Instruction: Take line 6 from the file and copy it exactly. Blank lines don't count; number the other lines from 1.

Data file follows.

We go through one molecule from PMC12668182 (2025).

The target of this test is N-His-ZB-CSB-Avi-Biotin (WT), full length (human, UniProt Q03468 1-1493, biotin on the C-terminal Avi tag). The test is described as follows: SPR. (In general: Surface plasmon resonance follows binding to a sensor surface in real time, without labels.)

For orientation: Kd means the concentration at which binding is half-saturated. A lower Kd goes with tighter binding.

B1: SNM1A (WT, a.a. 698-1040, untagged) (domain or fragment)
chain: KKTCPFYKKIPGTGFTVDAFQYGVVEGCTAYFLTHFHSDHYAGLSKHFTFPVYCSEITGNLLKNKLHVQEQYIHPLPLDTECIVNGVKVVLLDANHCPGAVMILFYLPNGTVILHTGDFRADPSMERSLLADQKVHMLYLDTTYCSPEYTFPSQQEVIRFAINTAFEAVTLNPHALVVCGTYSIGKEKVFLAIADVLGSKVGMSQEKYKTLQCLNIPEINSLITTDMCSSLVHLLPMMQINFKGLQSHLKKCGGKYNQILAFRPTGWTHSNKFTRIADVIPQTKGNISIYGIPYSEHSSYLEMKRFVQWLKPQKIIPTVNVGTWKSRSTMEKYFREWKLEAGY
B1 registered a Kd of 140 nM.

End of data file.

B1 registered a Kd of 140 nM.